Furthermore, kinase appears to promote tighter binding of antennae molecules at photosystem I, presumable through a conformational change there. The result is a shift of these molecules from the available pool, such that additional chromophores become available in photosystem I and fewer are retained in photosystem II, until photon absorption at the two sites is equal.
c) In fact, phosphatase, which is the complementary enzyme to kinase, is activated when photosystem I has high activity compared to photosystem I. Phosphatases remove phosphate groups from serines and related residues. The result would be tighter binding of antennae molecules at photosystem I and looser binding of antennae molecules at photosystem II, so that light absorption could be evened out between the two sites.
The use of phosphatases and kinases to effect opposite objectives in regulation is common in a number of biochemical systems.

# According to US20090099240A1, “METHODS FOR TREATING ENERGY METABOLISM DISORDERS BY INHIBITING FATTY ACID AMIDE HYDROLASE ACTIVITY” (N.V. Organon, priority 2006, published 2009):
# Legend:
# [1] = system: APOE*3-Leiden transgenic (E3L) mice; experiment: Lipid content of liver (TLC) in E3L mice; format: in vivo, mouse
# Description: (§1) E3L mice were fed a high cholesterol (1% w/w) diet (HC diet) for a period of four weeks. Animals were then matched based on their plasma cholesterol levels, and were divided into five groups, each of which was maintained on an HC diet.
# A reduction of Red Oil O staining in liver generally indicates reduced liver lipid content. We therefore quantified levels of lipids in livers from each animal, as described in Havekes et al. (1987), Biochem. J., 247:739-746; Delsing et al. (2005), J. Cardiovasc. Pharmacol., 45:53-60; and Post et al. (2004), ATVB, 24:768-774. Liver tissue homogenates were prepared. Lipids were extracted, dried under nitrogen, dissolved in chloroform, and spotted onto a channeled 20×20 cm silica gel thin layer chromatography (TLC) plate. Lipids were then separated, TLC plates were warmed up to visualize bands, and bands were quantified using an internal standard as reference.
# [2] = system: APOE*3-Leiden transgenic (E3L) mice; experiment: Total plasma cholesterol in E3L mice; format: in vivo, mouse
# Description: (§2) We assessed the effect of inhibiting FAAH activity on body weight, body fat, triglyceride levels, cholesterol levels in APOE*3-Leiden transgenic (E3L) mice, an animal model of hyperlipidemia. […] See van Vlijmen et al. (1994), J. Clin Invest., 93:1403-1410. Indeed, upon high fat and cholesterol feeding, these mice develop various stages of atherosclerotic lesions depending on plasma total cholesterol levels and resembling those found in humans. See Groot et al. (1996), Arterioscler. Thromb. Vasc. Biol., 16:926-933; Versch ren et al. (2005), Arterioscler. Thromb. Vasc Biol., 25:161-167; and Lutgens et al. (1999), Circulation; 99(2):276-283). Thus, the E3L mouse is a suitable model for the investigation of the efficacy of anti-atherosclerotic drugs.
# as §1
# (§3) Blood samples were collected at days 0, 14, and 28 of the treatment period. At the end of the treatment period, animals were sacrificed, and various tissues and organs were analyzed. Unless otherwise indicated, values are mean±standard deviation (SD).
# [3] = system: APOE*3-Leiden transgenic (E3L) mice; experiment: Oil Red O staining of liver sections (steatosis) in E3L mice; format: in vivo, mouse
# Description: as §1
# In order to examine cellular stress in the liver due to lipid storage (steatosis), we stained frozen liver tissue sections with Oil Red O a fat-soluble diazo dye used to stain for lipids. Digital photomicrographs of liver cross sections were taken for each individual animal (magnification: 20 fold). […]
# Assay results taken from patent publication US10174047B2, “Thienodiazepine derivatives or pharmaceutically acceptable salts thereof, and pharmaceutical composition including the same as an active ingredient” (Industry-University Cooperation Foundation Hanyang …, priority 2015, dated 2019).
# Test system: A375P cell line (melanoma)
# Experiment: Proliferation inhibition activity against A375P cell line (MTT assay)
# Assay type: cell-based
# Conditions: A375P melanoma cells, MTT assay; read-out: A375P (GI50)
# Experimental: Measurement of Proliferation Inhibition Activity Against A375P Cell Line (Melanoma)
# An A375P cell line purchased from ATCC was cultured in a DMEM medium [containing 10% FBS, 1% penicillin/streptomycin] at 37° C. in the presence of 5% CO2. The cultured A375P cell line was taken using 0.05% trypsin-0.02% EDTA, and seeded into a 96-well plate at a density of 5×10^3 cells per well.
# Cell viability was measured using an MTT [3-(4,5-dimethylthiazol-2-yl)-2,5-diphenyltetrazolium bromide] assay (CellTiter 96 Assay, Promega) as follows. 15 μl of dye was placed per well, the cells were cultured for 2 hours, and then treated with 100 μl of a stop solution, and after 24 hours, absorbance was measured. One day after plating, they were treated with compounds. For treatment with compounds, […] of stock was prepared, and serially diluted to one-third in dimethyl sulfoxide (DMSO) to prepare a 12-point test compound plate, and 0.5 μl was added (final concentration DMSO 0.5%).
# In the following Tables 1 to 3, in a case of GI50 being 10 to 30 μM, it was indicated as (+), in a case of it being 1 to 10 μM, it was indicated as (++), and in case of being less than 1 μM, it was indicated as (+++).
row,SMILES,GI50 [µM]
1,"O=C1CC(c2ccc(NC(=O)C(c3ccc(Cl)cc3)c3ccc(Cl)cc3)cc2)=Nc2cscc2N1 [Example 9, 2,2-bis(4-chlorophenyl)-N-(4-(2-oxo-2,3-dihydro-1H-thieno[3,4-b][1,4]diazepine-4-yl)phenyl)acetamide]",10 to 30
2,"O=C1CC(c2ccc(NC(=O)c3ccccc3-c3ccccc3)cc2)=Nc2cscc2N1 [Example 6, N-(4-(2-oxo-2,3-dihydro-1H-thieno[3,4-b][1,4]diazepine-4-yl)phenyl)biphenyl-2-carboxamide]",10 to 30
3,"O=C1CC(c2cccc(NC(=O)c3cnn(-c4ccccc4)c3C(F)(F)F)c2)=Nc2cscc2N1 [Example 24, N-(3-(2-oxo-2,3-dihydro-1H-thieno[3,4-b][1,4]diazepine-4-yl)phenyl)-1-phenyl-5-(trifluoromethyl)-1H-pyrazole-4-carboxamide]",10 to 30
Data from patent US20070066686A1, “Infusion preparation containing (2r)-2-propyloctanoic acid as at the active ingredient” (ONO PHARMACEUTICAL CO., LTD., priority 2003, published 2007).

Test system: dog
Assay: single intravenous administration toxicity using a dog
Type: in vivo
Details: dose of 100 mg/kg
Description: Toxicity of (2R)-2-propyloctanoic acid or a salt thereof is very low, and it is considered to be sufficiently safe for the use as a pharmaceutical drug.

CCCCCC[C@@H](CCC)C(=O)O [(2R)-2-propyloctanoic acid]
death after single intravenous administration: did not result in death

The regular enol pathway is driven by pi-donation from an oxygen atom. The enamine pathway is driven by pi-donation from a nitrogen. Nitrogen is less electronegative and a better pi-donor than oxygen, so the enamine pathway is faster.
Reaction that are in equilibrium are often under substrate control. Because the enzyme can catalyse the reaction in both directions, the direction of the reaction driven by the enzyme is controlled by the relative amount of reactants on either side of the reaction. For example, if the xylulose concentration greatly increased, then the amount of xylulose bound by the enzyme would also increase, so the enzyme would shift xylulose into ribulose and thereby maintain equilibrium. If the ribulose concentration greatly increased, then more ribulose would be bound by the enzyme, and the ribulose would be converted into xylulose.
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Structure & Reactivity in Organic, Biological and Inorganic Chemistry by Chris Schaller is licensed under a Creative Commons Attribution-NonCommercial 3.0 Unported License.
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This material is based upon work supported by the National Science Foundation under Grant No. 1043566.Any opinions, findings, and conclusions or recommendations expressed in this material are those of the author(s) and do not necessarily reflect the views of the National Science Foundation.